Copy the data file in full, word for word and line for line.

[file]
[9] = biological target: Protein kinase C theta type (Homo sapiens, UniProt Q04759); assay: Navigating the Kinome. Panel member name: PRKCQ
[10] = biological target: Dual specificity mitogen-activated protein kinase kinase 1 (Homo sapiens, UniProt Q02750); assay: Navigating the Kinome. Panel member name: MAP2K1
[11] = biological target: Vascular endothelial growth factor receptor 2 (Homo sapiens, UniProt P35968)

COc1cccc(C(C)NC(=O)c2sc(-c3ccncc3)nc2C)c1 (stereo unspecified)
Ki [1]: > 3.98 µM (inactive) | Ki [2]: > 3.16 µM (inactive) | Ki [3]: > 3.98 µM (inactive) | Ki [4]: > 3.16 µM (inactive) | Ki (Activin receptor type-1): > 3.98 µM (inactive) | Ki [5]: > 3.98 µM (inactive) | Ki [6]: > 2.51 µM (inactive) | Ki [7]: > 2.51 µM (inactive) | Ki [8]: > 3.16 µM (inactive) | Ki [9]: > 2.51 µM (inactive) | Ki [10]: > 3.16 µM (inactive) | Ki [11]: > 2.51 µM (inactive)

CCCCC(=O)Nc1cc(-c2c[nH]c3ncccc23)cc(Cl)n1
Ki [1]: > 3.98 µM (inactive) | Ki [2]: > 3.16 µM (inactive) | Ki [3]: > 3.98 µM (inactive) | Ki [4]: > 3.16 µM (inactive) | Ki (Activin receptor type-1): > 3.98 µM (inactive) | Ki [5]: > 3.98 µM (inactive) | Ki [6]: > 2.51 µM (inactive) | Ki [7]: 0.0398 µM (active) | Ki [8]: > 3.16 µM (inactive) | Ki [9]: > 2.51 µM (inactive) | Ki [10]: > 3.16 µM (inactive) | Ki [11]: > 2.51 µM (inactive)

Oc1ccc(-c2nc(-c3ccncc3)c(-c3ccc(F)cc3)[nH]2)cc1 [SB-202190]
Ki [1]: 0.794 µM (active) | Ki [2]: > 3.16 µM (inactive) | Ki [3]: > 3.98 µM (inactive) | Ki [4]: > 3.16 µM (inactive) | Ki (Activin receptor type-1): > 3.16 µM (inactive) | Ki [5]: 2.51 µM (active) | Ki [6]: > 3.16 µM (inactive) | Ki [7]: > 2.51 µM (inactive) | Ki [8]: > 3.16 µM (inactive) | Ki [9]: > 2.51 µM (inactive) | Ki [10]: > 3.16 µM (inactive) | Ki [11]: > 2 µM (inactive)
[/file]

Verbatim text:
[9] = biological target: Protein kinase C theta type (Homo sapiens, UniProt Q04759); assay: Navigating the Kinome. Panel member name: PRKCQ
[10] = biological target: Dual specificity mitogen-activated protein kinase kinase 1 (Homo sapiens, UniProt Q02750); assay: Navigating the Kinome. Panel member name: MAP2K1
[11] = biological target: Vascular endothelial growth factor receptor 2 (Homo sapiens, UniProt P35968)

COc1cccc(C(C)NC(=O)c2sc(-c3ccncc3)nc2C)c1 (stereo unspecified)
Ki [1]: > 3.98 µM (inactive) | Ki [2]: > 3.16 µM (inactive) | Ki [3]: > 3.98 µM (inactive) | Ki [4]: > 3.16 µM (inactive) | Ki (Activin receptor type-1): > 3.98 µM (inactive) | Ki [5]: > 3.98 µM (inactive) | Ki [6]: > 2.51 µM (inactive) | Ki [7]: > 2.51 µM (inactive) | Ki [8]: > 3.16 µM (inactive) | Ki [9]: > 2.51 µM (inactive) | Ki [10]: > 3.16 µM (inactive) | Ki [11]: > 2.51 µM (inactive)

CCCCC(=O)Nc1cc(-c2c[nH]c3ncccc23)cc(Cl)n1
Ki [1]: > 3.98 µM (inactive) | Ki [2]: > 3.16 µM (inactive) | Ki [3]: > 3.98 µM (inactive) | Ki [4]: > 3.16 µM (inactive) | Ki (Activin receptor type-1): > 3.98 µM (inactive) | Ki [5]: > 3.98 µM (inactive) | Ki [6]: > 2.51 µM (inactive) | Ki [7]: 0.0398 µM (active) | Ki [8]: > 3.16 µM (inactive) | Ki [9]: > 2.51 µM (inactive) | Ki [10]: > 3.16 µM (inactive) | Ki [11]: > 2.51 µM (inactive)

Oc1ccc(-c2nc(-c3ccncc3)c(-c3ccc(F)cc3)[nH]2)cc1 [SB-202190]
Ki [1]: 0.794 µM (active) | Ki [2]: > 3.16 µM (inactive) | Ki [3]: > 3.98 µM (inactive) | Ki [4]: > 3.16 µM (inactive) | Ki (Activin receptor type-1): > 3.16 µM (inactive) | Ki [5]: 2.51 µM (active) | Ki [6]: > 3.16 µM (inactive) | Ki [7]: > 2.51 µM (inactive) | Ki [8]: > 3.16 µM (inactive) | Ki [9]: > 2.51 µM (inactive) | Ki [10]: > 3.16 µM (inactive) | Ki [11]: > 2 µM (inactive)